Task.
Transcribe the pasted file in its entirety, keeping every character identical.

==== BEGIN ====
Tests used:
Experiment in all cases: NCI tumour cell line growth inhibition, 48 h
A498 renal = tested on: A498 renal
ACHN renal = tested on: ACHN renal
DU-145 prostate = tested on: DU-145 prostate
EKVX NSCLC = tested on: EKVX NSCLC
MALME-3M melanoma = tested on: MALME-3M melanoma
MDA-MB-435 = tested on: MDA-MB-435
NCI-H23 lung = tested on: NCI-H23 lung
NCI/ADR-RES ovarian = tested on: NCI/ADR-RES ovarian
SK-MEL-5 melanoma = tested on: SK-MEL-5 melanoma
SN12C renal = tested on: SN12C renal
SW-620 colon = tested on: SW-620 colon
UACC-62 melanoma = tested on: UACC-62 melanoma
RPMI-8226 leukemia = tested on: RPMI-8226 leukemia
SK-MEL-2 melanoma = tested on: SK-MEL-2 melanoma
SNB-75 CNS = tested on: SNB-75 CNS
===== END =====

Tests used:
Experiment in all cases: NCI tumour cell line growth inhibition, 48 h
A498 renal = tested on: A498 renal
ACHN renal = tested on: ACHN renal
DU-145 prostate = tested on: DU-145 prostate
EKVX NSCLC = tested on: EKVX NSCLC
MALME-3M melanoma = tested on: MALME-3M melanoma
MDA-MB-435 = tested on: MDA-MB-435
NCI-H23 lung = tested on: NCI-H23 lung
NCI/ADR-RES ovarian = tested on: NCI/ADR-RES ovarian
SK-MEL-5 melanoma = tested on: SK-MEL-5 melanoma
SN12C renal = tested on: SN12C renal
SW-620 colon = tested on: SW-620 colon
UACC-62 melanoma = tested on: UACC-62 melanoma
RPMI-8226 leukemia = tested on: RPMI-8226 leukemia
SK-MEL-2 melanoma = tested on: SK-MEL-2 melanoma
SNB-75 CNS = tested on: SNB-75 CNS